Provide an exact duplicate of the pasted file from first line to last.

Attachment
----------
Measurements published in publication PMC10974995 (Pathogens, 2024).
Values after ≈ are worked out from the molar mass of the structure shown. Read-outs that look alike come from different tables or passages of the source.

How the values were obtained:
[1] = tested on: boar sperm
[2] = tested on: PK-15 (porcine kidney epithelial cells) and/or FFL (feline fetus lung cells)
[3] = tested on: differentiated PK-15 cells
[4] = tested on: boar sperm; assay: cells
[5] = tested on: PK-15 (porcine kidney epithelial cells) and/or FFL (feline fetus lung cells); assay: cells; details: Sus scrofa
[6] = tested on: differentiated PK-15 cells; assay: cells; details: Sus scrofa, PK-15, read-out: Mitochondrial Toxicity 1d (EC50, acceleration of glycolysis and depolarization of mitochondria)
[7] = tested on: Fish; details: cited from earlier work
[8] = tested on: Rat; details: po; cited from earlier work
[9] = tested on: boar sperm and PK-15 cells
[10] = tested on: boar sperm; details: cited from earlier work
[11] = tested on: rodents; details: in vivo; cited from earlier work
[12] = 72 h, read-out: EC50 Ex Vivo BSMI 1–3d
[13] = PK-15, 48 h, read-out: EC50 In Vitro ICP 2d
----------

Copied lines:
Measurements published in publication PMC10974995 (Pathogens, 2024).
Values after ≈ are worked out from the molar mass of the structure shown. Read-outs that look alike come from different tables or passages of the source.

How the values were obtained:
[1] = tested on: boar sperm
[2] = tested on: PK-15 (porcine kidney epithelial cells) and/or FFL (feline fetus lung cells)
[3] = tested on: differentiated PK-15 cells
[4] = tested on: boar sperm; assay: cells
[5] = tested on: PK-15 (porcine kidney epithelial cells) and/or FFL (feline fetus lung cells); assay: cells; details: Sus scrofa
[6] = tested on: differentiated PK-15 cells; assay: cells; details: Sus scrofa, PK-15, read-out: Mitochondrial Toxicity 1d (EC50, acceleration of glycolysis and depolarization of mitochondria)
[7] = tested on: Fish; details: cited from earlier work
[8] = tested on: Rat; details: po; cited from earlier work
[9] = tested on: boar sperm and PK-15 cells
[10] = tested on: boar sperm; details: cited from earlier work
[11] = tested on: rodents; details: in vivo; cited from earlier work
[12] = 72 h, read-out: EC50 Ex Vivo BSMI 1–3d
[13] = PK-15, 48 h, read-out: EC50 In Vitro ICP 2d